A space suit is a type of clothing intended to keep an astronaut safe and alive in the harsh environment of outer space where vacuum and temperature extremes would wreak havoc on the human body. The outermost layer of a spacesuit is called the Thermal Micrometeoroid Garment and provides thermal insulation and protection from micrometeoroids and harmful solar radiation.
Pressure suits are a different type of garment worn or other specialized tasks in high altitudes. Skintight suits are a type of pressure suit also known as a mechanical counterpressure suit which use a heavy elastic bodystocking to compress the body. This is a very lightweight suit which reduces the possibility of depressurization and it uses the body’s natural sweat to keep cool inside the suit.
Other interesting types of suits include the Mercury suit, Gemini G4C suit, Manned Orbiral Laboratory Suit, Apollo Vloxj A1C suit, EVA and Moon suit, Shuttle Flight Suit, and the Extravehicular mobility unit. The Bio-Suit is a space suit that is currently under development at an institute in Massachisetts and would be custom fitted for each wearer using laser body scanning. NASA gave a $100,000 grant to collaboratinf colleges in North Dakota to demonstrate technologies that could be incorporated into a planetart suit. They are working on a new prototype that weaighs about 47 pounds without the life support backpack and the suit is to be names the North Dakota Suit. A suitport is a theoretical alternative to an airlock, designed for use in hazardous environments and in human spaceflight, especially planetary surface exploration. In a suitport system, a rear-entry space suit is attached and sealed against the outside of a spacecraft, such that an astronaut can enter and seal up the suit, then go on EVA, without the need for an airlock or depressurizing the spacecraft cabin. Suitports require less mass and volume than airlocks, provide dust mitigation, and prevent cross-contamination of the inside and outside environments. Patents are currently pending.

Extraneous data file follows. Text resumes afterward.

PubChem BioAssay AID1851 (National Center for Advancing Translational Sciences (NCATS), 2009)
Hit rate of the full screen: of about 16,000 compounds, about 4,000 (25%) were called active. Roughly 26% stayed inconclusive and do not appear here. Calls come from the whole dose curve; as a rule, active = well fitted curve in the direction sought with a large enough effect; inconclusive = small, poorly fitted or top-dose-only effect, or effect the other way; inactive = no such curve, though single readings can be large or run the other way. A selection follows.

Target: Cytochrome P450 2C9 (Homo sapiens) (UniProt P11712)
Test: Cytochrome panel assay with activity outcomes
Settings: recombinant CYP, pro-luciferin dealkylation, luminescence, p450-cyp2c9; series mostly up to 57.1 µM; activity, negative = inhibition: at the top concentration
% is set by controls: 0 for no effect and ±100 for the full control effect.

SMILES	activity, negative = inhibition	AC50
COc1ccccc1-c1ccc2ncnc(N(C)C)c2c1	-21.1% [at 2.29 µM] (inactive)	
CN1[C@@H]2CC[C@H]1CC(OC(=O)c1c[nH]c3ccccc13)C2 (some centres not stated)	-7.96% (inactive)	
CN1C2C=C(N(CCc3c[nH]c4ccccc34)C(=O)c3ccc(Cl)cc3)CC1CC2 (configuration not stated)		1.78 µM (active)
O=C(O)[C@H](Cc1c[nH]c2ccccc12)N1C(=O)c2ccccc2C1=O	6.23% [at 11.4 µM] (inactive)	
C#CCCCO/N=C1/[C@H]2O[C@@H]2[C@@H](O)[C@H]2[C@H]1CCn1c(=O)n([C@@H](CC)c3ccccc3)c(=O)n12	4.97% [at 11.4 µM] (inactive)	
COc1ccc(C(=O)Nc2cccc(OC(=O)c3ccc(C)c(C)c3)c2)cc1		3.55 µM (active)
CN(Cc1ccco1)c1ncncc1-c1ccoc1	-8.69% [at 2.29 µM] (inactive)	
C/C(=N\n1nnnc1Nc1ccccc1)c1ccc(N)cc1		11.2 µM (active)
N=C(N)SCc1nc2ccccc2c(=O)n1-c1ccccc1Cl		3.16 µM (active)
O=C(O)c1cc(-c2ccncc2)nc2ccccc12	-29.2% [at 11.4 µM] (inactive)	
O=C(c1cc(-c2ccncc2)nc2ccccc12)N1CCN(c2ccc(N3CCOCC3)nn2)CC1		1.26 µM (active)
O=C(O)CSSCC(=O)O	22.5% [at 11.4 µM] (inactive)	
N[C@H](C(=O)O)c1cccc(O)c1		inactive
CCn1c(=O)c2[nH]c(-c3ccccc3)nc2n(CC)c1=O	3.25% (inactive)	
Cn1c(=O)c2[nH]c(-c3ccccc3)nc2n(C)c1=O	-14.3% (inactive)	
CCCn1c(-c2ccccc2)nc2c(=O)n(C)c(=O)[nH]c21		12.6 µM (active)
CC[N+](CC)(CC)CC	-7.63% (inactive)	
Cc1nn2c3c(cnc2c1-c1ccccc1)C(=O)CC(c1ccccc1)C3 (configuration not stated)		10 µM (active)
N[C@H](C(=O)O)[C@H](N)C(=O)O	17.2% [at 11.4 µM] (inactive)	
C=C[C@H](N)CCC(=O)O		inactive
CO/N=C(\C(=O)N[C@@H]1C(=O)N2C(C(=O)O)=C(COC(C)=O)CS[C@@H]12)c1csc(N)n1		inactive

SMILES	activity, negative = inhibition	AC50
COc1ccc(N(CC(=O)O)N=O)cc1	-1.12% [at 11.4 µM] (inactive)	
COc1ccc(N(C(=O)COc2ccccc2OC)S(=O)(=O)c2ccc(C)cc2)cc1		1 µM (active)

Finally we get to our favorite Star Trek space suits. Hollywood’s space fiction ignored the problems of traveling through a vacuum, and launched its heroes through space without any special protection. In the later 19th century, however, a more realistic brand of space fiction emerged, in which authors have tried to describe or depict the space suits worn by their characters. These fictional suits vary in appearance and technology, and range from the highly authentic to the utterly improbable.
A very early fictional account of space suits can be seen in the book Edison's Conquest of Mars (1898). Later comic book series such as Buck Rogers (1930s) and Dan Dare (1950s) also featured their own takes on space suit design. Science fiction authors such as Robert A. Heinlein contributed to the development of fictional space suit concepts.